Compare any two graphics cards:
GeForce GT 430 vs Radeon HD 6450 (OEM) 1GB
IntroThe GeForce GT 430 uses a 40 nm design. nVidia has set the core frequency at 700 MHz. The GDDR3 RAM is set to run at a speed of 900 MHz on this model. It features 96 SPUs along with 16 Texture Address Units and 4 ROPs.
Compare those specifications to the Radeon HD 6450 (OEM) 1GB, which features a core clock frequency of 750 MHz and a GDDR5 memory speed of 900 MHz. It also makes use of a 64-bit memory bus, and makes use of a 40 nm design. It is made up of 160 SPUs, 8 Texture Address Units, and 4 ROPs.
(No game benchmarks for this combination yet.)
Power Usage and Theoretical Benchmarks
Power Consumption (Max TDP)
Both cards have the exact same bandwidth, so theoretically they should perform the same. (explain)
Texel RateThe GeForce GT 430 is quite a bit (more or less 87%) faster with regards to anisotropic filtering than the Radeon HD 6450 (OEM) 1GB. (explain)
Pixel RateThe Radeon HD 6450 (OEM) 1GB should be a little bit (approximately 7%) better at full screen anti-aliasing than the GeForce GT 430, and will be capable of handling higher screen resolutions more effectively. (explain)
Please note that the above 'benchmarks' are all just theoretical - the results were calculated based on the card's specifications, and real-world performance may (and probably will) vary at least a bit.
Please note that the price comparisons are based on search keywords - sometimes it might show cards with very similar names that are not exactly the same as the one chosen in the comparison. We do try to filter out the wrong results as best we can, though.
Memory Bandwidth: Memory bandwidth is the largest amount of information (counted in MB per second) that can be transferred over the external memory interface within a second. It is calculated by multiplying the interface width by the speed of its memory. If the card has DDR type memory, it should be multiplied by 2 once again. If DDR5, multiply by ANOTHER 2x. The higher the bandwidth is, the faster the card will be in general. It especially helps with anti-aliasing, High Dynamic Range and higher screen resolutions.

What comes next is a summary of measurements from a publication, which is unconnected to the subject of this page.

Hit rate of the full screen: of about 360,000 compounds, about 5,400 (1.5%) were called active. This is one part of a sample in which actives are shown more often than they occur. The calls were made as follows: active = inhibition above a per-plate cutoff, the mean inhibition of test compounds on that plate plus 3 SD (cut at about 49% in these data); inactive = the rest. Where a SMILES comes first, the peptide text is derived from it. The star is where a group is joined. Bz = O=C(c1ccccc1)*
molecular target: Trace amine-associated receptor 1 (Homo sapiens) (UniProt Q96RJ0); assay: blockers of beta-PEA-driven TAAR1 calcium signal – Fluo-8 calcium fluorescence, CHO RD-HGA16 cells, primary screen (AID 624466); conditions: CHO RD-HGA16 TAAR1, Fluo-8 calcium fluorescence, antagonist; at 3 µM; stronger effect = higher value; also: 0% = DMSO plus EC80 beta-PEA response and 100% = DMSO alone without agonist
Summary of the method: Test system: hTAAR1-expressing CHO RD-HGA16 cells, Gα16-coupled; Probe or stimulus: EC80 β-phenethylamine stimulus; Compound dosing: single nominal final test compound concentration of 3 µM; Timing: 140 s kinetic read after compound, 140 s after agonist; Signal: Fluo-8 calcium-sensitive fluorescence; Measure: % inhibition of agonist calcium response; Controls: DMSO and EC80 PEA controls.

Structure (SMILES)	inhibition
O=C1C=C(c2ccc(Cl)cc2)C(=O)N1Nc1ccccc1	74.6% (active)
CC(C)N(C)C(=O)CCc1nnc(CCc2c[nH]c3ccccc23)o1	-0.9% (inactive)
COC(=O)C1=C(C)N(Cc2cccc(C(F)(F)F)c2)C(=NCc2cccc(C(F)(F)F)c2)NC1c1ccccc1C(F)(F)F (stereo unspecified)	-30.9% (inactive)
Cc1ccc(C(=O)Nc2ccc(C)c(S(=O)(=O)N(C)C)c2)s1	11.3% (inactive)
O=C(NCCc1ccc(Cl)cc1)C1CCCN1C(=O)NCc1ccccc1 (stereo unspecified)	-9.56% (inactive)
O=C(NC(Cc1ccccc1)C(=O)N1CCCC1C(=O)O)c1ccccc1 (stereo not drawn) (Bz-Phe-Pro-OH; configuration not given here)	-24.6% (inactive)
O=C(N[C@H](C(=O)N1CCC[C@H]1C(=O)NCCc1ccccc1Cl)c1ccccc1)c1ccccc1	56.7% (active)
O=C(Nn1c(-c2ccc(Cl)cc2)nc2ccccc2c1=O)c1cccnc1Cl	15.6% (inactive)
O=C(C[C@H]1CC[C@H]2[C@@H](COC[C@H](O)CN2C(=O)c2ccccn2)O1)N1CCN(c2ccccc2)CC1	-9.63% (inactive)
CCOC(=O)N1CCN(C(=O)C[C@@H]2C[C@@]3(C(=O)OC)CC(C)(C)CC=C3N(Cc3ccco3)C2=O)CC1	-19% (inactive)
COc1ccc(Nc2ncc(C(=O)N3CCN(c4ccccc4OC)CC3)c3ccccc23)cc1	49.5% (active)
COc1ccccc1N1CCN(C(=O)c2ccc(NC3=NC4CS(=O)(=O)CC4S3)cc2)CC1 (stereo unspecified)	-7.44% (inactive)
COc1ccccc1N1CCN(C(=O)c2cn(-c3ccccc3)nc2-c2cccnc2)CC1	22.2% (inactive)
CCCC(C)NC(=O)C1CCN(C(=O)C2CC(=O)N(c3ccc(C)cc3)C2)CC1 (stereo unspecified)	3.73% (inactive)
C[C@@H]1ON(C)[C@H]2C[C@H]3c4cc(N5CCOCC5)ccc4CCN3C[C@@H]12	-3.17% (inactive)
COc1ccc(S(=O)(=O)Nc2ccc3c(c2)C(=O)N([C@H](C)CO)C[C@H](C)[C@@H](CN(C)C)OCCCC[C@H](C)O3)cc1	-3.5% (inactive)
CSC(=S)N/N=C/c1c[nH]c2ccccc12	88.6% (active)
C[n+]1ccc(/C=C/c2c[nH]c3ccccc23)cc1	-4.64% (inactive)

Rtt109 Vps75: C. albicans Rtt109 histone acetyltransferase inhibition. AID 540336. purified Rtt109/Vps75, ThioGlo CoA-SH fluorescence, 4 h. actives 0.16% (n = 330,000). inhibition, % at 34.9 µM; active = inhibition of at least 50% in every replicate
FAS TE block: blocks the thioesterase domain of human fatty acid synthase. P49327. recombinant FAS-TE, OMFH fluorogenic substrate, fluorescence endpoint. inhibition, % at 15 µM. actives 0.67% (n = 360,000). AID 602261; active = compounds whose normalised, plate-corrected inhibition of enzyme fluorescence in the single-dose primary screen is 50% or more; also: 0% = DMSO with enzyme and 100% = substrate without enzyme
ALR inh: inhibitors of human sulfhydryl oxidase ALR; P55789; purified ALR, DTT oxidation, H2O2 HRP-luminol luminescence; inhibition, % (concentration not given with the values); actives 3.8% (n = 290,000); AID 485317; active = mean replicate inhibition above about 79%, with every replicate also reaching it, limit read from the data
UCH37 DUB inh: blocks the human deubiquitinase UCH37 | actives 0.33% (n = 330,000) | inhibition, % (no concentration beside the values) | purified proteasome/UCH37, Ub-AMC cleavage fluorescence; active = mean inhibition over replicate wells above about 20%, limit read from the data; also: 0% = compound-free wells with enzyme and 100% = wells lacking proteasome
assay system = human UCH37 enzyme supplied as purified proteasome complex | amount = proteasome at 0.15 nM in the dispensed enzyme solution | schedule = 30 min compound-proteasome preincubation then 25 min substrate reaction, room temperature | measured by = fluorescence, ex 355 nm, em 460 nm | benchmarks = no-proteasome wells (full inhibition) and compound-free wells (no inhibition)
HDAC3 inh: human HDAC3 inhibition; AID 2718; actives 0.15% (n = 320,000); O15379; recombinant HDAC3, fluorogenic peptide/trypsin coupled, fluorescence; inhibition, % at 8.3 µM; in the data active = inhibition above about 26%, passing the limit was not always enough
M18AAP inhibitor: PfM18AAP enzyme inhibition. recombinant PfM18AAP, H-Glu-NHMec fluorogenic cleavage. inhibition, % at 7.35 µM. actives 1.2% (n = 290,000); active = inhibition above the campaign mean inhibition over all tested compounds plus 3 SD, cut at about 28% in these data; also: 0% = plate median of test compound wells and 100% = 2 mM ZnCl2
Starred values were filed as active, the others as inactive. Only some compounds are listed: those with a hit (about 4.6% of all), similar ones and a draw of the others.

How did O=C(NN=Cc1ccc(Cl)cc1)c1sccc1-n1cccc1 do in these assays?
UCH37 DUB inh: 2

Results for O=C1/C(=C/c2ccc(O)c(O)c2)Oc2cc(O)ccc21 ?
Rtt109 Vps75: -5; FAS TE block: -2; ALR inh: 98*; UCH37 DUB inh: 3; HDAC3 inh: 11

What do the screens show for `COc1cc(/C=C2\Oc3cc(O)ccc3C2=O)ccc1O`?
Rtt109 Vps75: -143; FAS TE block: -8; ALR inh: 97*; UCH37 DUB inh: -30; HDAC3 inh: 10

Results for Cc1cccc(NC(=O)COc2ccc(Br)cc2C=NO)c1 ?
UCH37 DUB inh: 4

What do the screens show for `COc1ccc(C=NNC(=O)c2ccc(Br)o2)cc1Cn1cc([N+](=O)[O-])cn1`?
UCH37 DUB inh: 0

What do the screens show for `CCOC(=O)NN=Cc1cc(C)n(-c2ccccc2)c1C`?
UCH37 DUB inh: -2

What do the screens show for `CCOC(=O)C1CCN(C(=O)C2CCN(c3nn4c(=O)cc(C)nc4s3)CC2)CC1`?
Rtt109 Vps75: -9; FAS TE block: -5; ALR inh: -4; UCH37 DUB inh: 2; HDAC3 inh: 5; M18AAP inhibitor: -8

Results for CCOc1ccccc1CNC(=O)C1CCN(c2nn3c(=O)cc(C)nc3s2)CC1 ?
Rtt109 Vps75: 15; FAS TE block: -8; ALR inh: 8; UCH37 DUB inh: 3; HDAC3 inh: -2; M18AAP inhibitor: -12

Texel Rate: Texel rate is the maximum number of texture map elements (texels) that are applied in one second. This figure is calculated by multiplying the total amount of texture units of the card by the core clock speed of the chip. The higher this number, the better the video card will be at handling texture filtering (anisotropic filtering - AF). It is measured in millions of texels processed in a second.
Pixel Rate: Pixel rate is the maximum amount of pixels the graphics card can possibly record to the local memory per second - measured in millions of pixels per second. The number is worked out by multiplying the amount of Raster Operations Pipelines by the the card's clock speed. ROPs (Raster Operations Pipelines - also called Render Output Units) are responsible for drawing the pixels (image) on the screen. The actual pixel fill rate also depends on many other factors, especially the memory bandwidth - the lower the memory bandwidth is, the lower the ability to reach the maximum fill rate.